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Discovering sunken city, gateway of ancient Egypt to outer world


By Philippines News Agency

ALEXANDRIA, Egypt — Around 16 years after his discovery of the submerged ancient Egyptian city of Thonis-Heracleion, French underwater archaeologist Franck Goddio still recalls the discovery as one of the most “fascinating” moments in his life.

Manila Bulletin, Egypt, ALexandria, Sunken city

This intact stele, 1.99 meters high, bears the inscription of the Decree of Sais, which was commissioned by Nectanebo I (ruled 378-362 B.C.) The stele came to light in the city of Thonis-Heracleion and is almost identical to the stele of Naukratis from the Egyptian Museum in Cairo. (Hilti Foundation photo) | Xinhua | Manila Bulletin

“I still remember the day we found an inscribed stele,” the archaeologist from the European Institute for Underwater Archaeology (IEASM) told Xinhua during the three-day Alexandria International Conference on Maritime and Underwater Archaeology starting Monday.

“It was beautiful and intact, and I think the discovery of the stele was one of the major archaeological findings since the 19th century,” he said.

The inscription on the two-meter high stele was later deciphered to be the Decree of Sais, which was commissioned by the ancient Egyptian King Nectanebo I, who ruled 378-362 B.C. The inscription clearly names the city where it was to be erected: Thonis-Heracleion.

Thonis-Heracleion was an ancient city lost in history for over 1200 years. Greek historian Herodotus said the Greek name “Heracleion” came from Heracles as the city was believed to be the first Egyptian city the Greek hero visited. There was also a legend that Paris and Helen of Troy temporarily stayed in the city to escape from Helen’s husband Menelaus before the Trojan War.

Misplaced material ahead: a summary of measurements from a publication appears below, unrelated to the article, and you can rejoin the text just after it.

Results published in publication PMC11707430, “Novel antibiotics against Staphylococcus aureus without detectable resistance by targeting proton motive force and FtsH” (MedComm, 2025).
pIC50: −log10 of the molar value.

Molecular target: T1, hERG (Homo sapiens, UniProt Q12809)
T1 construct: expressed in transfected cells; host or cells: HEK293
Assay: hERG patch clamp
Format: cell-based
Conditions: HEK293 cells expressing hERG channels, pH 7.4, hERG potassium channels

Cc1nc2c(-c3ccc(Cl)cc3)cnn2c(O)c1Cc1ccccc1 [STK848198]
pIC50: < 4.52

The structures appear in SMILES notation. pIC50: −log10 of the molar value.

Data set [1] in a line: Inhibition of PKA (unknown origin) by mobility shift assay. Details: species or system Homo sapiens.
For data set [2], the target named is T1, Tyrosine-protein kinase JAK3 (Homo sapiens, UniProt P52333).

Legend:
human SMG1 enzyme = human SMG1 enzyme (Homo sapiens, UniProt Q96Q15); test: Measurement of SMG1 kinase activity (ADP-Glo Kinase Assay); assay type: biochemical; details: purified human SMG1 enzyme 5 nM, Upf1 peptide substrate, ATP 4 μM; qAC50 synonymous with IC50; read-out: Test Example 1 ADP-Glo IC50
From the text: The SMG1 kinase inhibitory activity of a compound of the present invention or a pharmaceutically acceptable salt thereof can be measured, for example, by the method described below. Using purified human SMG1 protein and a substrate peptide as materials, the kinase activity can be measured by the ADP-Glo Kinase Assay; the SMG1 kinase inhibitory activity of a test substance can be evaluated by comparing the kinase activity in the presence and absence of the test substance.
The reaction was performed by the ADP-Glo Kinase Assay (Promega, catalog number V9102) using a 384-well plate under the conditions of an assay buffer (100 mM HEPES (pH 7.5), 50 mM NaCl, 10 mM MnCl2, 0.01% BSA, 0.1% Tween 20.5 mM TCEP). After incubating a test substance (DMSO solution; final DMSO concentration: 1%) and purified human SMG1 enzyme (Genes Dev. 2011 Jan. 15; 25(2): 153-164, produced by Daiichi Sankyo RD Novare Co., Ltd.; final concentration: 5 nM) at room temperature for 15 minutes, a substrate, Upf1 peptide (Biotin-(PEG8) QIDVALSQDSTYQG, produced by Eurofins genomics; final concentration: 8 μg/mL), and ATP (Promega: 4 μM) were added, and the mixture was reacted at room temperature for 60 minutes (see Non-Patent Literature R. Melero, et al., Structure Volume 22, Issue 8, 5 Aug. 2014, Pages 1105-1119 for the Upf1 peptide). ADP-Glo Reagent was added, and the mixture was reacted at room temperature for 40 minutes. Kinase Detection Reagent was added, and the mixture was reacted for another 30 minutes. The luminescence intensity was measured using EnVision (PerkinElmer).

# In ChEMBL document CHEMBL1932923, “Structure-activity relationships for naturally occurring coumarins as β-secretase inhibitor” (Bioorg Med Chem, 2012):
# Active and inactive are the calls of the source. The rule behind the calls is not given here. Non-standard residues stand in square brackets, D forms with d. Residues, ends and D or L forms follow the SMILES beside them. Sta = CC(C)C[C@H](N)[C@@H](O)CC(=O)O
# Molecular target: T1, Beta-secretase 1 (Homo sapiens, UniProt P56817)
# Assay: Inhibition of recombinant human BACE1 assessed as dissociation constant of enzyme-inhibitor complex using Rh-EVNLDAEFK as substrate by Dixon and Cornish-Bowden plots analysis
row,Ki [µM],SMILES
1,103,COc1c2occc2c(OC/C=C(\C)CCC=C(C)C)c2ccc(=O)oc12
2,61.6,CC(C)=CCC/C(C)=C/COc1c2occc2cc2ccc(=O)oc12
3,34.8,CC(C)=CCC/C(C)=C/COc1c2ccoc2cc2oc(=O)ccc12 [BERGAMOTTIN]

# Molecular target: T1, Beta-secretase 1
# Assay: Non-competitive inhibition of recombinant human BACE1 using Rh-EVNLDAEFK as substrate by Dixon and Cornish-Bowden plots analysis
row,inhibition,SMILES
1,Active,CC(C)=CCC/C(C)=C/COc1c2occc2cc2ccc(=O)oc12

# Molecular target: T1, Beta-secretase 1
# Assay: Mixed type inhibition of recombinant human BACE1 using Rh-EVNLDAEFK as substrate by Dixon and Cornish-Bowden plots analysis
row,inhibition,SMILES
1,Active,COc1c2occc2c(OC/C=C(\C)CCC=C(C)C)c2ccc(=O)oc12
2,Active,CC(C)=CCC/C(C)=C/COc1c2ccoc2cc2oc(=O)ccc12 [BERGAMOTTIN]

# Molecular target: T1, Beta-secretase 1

Archaeologists vaguely located the city at the mouth of the Nile from the eighth century B.C. to the eighth century. However, there was next to zero archaeological proofs of the city’s whereabouts or even its existence before Goddio and his team discovered the stele in the Abu Qir Bay 6.5 km off the coast in 2000.

Goddio used to work for the United Nations and the French Foreign Ministry, but decided to devote his entire passion to underwater archaeology in the early 1980s. He founded the IEASM and directed many excavations on shipwrecks worldwide.

Notably, his work off the coast of Egypt earned him an international reputation.

Since the initial success in 2000, Goddio and his team discovered numerous antiquities and treasures buried beneath the sands of the Abu Qir Bay, including a temple of the god Amun and his son Khonsu. The city’s enormous wealth had been resurfaced, its religious importance studied and made known.

Among the most significant findings were 72 relics of shipwrecks and over 800 of anchors, which proved the city an international trade hub for Egypt that attracts traders from both the Nile River and the Mediterranean Sea, said Goddio.

“The stereotype of Egypt being a country not interested in maritime trade is certainly to be abandoned,” he said.

The city’s heyday lasted from the seventh century B.C. to the second century B.C. before it went into a gradual decline, destruction and the final submergence.

Thonis-Heracleion soon lost its economic importance after Alexander the Great ordered trade between Egypt and other countries to be transferred to the city of Alexandria, after the build of the new city around 331 B.C., said Goddio.

However, it was the liquefaction of the soil and occasional earthquakes and tsunamis that dealt a final blow, he said, adding that the survey and excavation works in the Abu Qir Bay are still ongoing, more exciting results expected in the future.

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